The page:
On 15 March 2014, the President of the Generalitat of Catalonia said that he was not ruling out a ‘unilateral declaration of independence from Spain’. Subsequently, on 14 January 2015, he announced that elections for the Catalan regional parliament would be held on 27 September and said that these elections were to be seen as ‘a plebiscite on Catalonia’s independence’ (Generalitat memorandum No 15). On 30 April 2015, President Mas presented the ‘unitary road map for the Catalan sovereignty process’, which refers to the ‘plebiscite nature’ of the September elections and the ‘initial declaration of sovereignty’, which would be issued ‘with the mandate received after the elections […] as the announcement and start of the process leading to the proclamation of the new Catalan State or Republic’. It also points out that the ‘process of democratic transition would not be subject to the legal validity of or possible objections to this declaration’.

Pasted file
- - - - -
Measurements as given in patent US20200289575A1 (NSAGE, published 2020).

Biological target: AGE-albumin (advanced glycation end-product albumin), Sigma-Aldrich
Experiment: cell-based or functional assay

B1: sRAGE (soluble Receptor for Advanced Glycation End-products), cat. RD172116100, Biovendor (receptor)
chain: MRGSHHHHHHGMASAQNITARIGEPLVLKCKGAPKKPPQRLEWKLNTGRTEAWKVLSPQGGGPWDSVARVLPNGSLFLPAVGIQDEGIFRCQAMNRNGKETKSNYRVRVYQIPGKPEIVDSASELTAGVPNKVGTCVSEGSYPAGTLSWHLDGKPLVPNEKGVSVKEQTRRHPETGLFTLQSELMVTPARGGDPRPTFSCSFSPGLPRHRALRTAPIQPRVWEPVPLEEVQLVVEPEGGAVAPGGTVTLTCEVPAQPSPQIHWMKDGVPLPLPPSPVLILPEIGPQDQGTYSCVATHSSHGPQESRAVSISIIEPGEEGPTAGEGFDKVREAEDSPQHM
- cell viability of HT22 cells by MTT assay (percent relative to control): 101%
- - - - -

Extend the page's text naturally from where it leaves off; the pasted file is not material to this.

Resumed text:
This announced unilateral declaration of independence does not comply with the Spanish Constitution, it seeks to damage Spain’s territorial integrity and it would not be recognised by the Spanish Government.
Would the Commission recognise this unilateral declaration of independence, or would it respect Spain’s territorial integrity and the Spanish State’s competence to manage its internal affairs and essential functions as a State?